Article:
1. Set the Java process definitions:
    • In the WebSphere Application Server console, open Servers - Application servers - WebSphere_Portal - Java and Process Management - Process Definition - Environment Entries (see figure 2). Note that the exact location varies depending on the version of WebSphere Application Server that you have.
    • Add ${LFS_API_DIR}:${LFS_API_DIR}/PureEdge/76/system: to the beginning of the existing LD_LIBRARY_PATH property.
Figure 2. Modifying environment entries
Modifying environment entries

NOTE: Remember to use the correct separator; Windows uses a semicolon (;), but UNIX platforms use a colon (:).

  1. Set the shared libraries:
    • In the WebSphere Application Server console, go to Environment - Shared Libraries.
    • Click Browse Nodes, and select the node that contains WebSphere_Portal.
    • Clear the Server field, and click Apply.
    • Click New to create a shared library and call it LFS_API_LIB (see figure 3). Under Classpath, list the following files (one per line):
Figure 3. Adding a new shared library – LFS_API_LIB
Figure 3. Adding a new shared library – LFS_API_LIB
  1. Set the server class loader:
    • In the WebSphere Application Server Administration Console, open Servers - Application servers - WebSphere_Portal - Java and Process Management - Class loader.
    • Select the existing classloader, and then click Libraries.
    • Click Add to add a new Library Reference.
    • Under Library Name, select LFS_API_LIB, and click OK.
  1. Save all changes to the master configuration and then restart WebSphere Portal.

Designing the XFDL form

For this application, we need to create a purchase order form that we can host in WebSphere Portal. You can create forms using IBM Lotus Forms Designer. For your convenience, we have provided the completed form, shown in figure 4, with this article.

Figure 4. The purchase order form
The purchase order form

The purchase order form uses an XForms submission to submit the data model of the form. This means that we are submitting only the form’s data, not the presentation itself (the XFDL elements).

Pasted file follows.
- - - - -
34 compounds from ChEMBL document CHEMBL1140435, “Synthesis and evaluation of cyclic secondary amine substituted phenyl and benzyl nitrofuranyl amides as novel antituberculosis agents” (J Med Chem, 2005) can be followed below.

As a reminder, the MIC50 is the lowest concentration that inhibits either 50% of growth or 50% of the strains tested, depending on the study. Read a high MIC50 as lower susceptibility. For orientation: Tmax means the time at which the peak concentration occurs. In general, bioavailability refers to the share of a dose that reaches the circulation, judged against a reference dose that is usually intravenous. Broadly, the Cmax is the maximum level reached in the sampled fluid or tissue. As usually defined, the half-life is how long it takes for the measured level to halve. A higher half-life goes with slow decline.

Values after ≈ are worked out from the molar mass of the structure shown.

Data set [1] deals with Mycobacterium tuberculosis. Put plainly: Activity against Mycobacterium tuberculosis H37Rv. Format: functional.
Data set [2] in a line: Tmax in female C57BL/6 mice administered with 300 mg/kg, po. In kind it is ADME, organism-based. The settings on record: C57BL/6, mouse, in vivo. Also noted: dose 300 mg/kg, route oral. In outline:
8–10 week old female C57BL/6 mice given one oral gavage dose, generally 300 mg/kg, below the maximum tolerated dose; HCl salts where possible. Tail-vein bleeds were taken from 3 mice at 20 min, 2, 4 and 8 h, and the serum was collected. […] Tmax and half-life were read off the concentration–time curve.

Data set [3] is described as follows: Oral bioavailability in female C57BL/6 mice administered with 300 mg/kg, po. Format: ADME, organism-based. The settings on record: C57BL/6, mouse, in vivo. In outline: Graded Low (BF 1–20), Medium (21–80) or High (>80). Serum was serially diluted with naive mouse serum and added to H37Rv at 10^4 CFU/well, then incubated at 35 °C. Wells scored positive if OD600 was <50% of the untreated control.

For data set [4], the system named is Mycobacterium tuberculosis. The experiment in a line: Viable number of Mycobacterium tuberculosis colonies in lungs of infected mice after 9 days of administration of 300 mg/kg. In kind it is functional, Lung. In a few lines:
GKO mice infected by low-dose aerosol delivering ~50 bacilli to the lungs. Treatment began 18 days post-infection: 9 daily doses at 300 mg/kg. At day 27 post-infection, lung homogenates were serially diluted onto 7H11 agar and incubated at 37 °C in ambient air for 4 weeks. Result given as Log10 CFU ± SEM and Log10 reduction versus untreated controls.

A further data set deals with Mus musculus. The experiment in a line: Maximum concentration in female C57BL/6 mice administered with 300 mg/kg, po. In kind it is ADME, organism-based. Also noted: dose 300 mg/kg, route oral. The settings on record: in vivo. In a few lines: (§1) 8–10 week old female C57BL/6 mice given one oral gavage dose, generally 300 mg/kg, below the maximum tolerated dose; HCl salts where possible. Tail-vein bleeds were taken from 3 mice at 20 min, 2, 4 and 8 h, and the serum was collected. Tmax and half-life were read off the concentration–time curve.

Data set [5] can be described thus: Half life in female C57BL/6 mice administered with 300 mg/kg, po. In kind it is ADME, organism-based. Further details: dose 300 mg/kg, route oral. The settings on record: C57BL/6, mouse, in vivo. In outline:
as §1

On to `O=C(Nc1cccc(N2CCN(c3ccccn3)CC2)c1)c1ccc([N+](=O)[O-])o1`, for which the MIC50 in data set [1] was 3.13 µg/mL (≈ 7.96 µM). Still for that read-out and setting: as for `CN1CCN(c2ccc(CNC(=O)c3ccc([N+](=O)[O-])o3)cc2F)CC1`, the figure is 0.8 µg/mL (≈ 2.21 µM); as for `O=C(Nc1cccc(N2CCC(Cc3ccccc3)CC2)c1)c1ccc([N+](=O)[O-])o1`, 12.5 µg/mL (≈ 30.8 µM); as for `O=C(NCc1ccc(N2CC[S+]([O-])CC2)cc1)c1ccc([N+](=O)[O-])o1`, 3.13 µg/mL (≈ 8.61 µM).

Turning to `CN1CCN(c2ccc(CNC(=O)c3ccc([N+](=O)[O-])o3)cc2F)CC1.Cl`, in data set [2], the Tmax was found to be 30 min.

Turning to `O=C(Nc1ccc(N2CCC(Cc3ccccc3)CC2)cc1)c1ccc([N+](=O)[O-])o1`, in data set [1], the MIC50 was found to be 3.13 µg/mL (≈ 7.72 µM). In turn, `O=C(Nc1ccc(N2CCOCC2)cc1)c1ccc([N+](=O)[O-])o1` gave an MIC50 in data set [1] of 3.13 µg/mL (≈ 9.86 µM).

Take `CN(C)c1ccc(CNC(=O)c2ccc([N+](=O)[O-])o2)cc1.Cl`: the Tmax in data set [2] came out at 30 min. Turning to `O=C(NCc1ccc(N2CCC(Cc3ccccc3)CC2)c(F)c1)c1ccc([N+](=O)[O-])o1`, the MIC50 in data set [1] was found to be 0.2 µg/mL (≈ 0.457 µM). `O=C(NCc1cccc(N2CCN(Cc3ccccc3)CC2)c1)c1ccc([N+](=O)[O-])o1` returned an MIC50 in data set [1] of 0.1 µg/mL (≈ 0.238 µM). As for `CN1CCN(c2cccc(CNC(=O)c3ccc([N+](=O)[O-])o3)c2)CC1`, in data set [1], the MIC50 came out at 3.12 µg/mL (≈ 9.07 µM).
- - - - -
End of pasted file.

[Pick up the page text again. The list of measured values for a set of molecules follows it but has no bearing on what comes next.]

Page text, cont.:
This is a design choice that we have made. We could submit the entire form if we wanted, but then we would have to extract the data during processing. By submitting just the model, we can skip this step. In some cases, though, it is preferable to submit the entire form. For instance, if you want a complete record of the transaction for regulatory purposes, submitting and storing the entire XFDL form is a good idea.

To set the form to submit only the XForms model, you need to make some simple settings in the form itself. The sample form that we provided already has these settings, but reviewing them briefly is worthwhile.

Open the form in IBM Lotus Forms Designer and inspect the submission in the XForms view (see figure 5). It has the following properties:

  • An action property of "http://"
  • A method property of "post"
  • A replace property of "all"
Figure 5. Setting properties for the XForms submission
Setting properties for the XForms submission

Setting the action property in the XForms submission is mandatory. Because you use Webform Server to display the form in WebSphere Portal, you can set this property to any value. Webform Server actually ignores this setting and instead overwrites this URL with the correct portlet URL when translating the form. This approach ensures that the form is always returned to the correct portlet without requiring you to know the URL ahead of time.

NOTE: If you use Webform Server in a servlet, the return URL is not automatically overwritten. In addition, if you need the form to work in both IBM Lotus Forms Viewer and Webform Server, be sure to set the URL correctly for the Viewer. This ensures that it works properly in Lotus Forms Viewer but is still overwritten when used in Webform Server.

When running Webform Server in a portal environment, you may also want to prevent users from performing some actions such as saving or opening forms. You can do this by disabling the buttons in the Webform Server toolbar.

These buttons are controlled by settings in the form itself, which allows you to control the buttons on a form-by-form basis, rather than being restricted to always having the buttons either on or off. Again, the form we provide is already set up to turn the appropriate toolbar buttons off, but these settings are worth a quick review.